World-class training for the modern energy industry

Induced Seismicity in Geothermal Fields (E568)

  • TypeType: Classroom, Virtual
  • TypeDiscipline: GeoEnergy Transition, Geothermal Resource
  • TypeDuration: 14hrs; 2pm-5.30pm UTC


Emmanuel Gaucher: Senior Research Geophysicist, Geothermal Energy and Reservoir Technology, Karlsruhe Institute of Technology


This course covers fundamental and practical aspects associated with induced seismicity in deep geothermal fields. A refresher of the most relevant rock mechanics and seismological aspects will be followed by a review of the main observations and modelling approaches. Monitoring concepts for risk mitigation or reservoir imaging will also be presented.

Duration and Logistics

Classroom version: A 2-day course comprising a mix of lectures, case studies and exercises. The manual will be provided in digital format and participants will be required to bring a laptop or tablet computer to follow the lectures and exercises.

Virtual version: Four 3.5-hour interactive online sessions presented over 4 days (mornings in North America and afternoons in Europe). A digital manual will be distributed to participants before the course. This course will also contain practical exercises to reinforce key learnings. (In the virtual sessions, individual simplified questions will be asked; for a classroom version of the course, attendees will work in small groups.)

Level and Audience

Intermediate. The course is intended for geoscientists wishing to learn what seismicity in geothermal fields is, how it is induced and how we could mitigate it while using it for imaging purposes. Geoscientists from the oil and gas industry sensitive to hydrofrac operations can also join to understand differences.


You will learn to:

  1. Assess induced seismicity characteristics to gain critical information, such as location, magnitude and fault plane solutions.
  2. Evaluate the pros and cons of the methods used to determine seismic information.
  3. Design the main features of a seismic monitoring network for specific monitoring objectives within a given geological context.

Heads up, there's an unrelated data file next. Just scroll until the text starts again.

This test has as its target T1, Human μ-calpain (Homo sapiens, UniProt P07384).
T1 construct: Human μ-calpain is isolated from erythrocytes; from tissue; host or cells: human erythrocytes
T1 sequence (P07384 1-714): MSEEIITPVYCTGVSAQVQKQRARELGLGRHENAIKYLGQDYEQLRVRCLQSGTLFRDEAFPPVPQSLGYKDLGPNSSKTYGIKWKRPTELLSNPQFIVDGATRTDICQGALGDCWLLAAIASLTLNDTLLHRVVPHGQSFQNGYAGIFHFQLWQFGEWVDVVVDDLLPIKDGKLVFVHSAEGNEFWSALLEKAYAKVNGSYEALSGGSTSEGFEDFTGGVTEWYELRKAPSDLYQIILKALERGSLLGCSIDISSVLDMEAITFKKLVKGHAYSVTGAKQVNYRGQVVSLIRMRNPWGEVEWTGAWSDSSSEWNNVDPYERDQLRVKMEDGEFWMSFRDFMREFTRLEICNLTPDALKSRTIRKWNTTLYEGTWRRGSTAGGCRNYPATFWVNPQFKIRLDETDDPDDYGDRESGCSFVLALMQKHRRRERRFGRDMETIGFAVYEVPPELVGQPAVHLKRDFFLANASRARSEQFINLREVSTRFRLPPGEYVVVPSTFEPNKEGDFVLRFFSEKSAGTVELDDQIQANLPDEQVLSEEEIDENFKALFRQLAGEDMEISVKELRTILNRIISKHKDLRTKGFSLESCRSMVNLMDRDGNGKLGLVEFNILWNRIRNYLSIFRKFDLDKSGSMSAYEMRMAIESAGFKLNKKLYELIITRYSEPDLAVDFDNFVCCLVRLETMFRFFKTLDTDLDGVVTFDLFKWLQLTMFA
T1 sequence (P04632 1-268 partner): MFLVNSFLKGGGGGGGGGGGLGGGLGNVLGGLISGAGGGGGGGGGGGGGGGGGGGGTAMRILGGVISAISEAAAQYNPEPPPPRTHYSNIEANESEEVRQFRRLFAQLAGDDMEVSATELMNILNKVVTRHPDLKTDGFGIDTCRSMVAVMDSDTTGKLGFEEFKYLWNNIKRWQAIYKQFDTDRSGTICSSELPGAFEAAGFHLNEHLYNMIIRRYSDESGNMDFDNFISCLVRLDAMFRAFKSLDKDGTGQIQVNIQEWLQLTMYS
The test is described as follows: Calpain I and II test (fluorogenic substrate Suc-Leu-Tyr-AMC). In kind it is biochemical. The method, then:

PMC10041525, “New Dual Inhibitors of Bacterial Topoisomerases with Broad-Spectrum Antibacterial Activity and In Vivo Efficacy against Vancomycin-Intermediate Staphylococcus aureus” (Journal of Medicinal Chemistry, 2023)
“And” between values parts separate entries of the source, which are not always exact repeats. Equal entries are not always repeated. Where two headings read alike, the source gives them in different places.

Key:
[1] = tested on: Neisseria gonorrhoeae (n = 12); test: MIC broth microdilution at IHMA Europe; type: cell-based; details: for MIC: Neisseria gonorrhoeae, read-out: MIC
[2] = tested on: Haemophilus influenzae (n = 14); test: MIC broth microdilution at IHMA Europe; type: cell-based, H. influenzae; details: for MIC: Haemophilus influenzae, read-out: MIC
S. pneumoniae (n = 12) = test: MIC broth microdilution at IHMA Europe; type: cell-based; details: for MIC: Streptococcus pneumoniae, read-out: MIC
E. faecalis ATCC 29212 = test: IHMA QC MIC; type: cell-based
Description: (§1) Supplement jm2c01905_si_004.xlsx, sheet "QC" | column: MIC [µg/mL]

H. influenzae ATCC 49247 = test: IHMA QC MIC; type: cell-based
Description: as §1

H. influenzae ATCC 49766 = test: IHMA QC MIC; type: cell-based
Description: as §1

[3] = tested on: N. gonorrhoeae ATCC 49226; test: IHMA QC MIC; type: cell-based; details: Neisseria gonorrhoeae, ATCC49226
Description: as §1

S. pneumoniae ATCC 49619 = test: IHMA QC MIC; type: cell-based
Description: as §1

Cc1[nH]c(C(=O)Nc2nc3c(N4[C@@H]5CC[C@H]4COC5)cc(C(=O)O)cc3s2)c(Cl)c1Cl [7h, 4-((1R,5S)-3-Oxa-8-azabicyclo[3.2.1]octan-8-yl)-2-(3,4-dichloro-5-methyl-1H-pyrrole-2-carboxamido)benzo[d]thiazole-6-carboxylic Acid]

4. Propose appropriate sensor deployment type(s), data management procedures and processing sequence.
  5. Identify the main drivers for induced seismicity in a geothermal field.
  6. Predict likely operations that could induce seismicity according to subsurface properties and structures, and identify the most critical ones.
  7. Propose appropriate mitigation approaches taking account of the subsurface characteristics and operations proposed.

Course Content

The course will cover the following topics and provide answers to the following questions:

  1. Rock mechanics – why does the rock break? Why does a fault move?
    • The role of the stress field
    • Rock and fault failure modes and failure criteria
    • Slip and dilation tendency of faults. Is a fault likely to be reactivated?
    • Exercise: Calculate slip-tendency on a fault.
  2. Passive seismic
    • Seismogram content – what information is hidden in a seismogram? Source effect, geometrical spreading and receiver response
    • Seismic source description – how can we use the seismogram to determine the characteristics of the seismic event, i.e. its location, origin time, energy and focal mechanism? What is the difference between magnitude and intensity?
    • Exercise: Manually locate an earthquake.
  3. Induced seismicity in deep geothermal fields – observations
    • In enhanced geothermal systems (EGS) and in hydrothermal systems
    • Common features
    • Correlation of seismicity with field operations
  4. Induced seismicity in deep geothermal fields – modelling approaches
    • Statistical-based modelling
    • Physics-based modelling
    • Hybrid modelling
  5. Induced seismicity monitoring
    • A few existing regulations
    • ‘Traffic light system’ and ‘Adaptive traffic light system’ – towards a reservoir management system
    • Seismic monitoring design – what influences the waveform observed at a seismic station? Network sensitivity, magnitude of completeness
    • Exercise: Propose a seismic network and mitigation procedure for the monitoring of a virtual geothermal field.

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